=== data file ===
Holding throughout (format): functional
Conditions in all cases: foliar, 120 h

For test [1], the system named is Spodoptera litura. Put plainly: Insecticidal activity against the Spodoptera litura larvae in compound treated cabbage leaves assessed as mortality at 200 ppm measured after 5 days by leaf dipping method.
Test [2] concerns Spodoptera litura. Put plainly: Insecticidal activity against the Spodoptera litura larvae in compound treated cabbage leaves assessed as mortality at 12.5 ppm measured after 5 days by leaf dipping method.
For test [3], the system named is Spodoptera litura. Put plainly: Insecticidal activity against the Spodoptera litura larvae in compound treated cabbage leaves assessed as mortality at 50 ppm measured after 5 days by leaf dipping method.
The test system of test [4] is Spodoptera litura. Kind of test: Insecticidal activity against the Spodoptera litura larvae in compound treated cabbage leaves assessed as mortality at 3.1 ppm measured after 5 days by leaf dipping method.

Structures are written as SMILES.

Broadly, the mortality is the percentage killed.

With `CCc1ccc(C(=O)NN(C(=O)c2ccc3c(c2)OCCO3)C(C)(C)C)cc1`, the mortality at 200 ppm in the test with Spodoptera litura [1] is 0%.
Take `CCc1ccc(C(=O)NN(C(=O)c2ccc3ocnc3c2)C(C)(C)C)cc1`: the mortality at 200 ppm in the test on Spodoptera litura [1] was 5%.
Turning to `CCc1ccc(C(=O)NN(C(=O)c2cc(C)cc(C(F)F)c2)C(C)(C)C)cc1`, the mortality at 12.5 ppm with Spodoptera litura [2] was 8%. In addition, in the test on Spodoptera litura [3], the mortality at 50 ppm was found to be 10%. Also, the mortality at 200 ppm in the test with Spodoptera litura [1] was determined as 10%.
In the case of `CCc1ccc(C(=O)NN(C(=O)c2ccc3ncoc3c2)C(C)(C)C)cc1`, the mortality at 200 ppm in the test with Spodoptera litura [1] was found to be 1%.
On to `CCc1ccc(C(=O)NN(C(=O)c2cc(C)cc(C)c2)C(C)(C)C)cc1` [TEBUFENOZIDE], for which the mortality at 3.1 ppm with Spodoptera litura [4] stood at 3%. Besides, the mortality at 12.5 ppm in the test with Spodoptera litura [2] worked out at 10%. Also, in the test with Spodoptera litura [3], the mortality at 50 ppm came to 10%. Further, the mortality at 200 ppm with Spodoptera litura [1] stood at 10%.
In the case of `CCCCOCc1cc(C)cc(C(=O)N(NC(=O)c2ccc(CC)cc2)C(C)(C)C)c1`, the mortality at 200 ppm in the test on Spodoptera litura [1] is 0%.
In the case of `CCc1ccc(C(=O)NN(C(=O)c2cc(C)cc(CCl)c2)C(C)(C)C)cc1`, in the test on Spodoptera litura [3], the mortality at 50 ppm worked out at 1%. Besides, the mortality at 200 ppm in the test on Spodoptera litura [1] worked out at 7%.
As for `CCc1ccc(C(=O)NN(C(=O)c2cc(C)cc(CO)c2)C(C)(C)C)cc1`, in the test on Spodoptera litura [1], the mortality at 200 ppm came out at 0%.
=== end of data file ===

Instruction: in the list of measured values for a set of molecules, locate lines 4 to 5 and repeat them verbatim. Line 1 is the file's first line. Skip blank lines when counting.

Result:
Test [2] concerns Spodoptera litura. Put plainly: Insecticidal activity against the Spodoptera litura larvae in compound treated cabbage leaves assessed as mortality at 12.5 ppm measured after 5 days by leaf dipping method.
For test [3], the system named is Spodoptera litura. Put plainly: Insecticidal activity against the Spodoptera litura larvae in compound treated cabbage leaves assessed as mortality at 50 ppm measured after 5 days by leaf dipping method.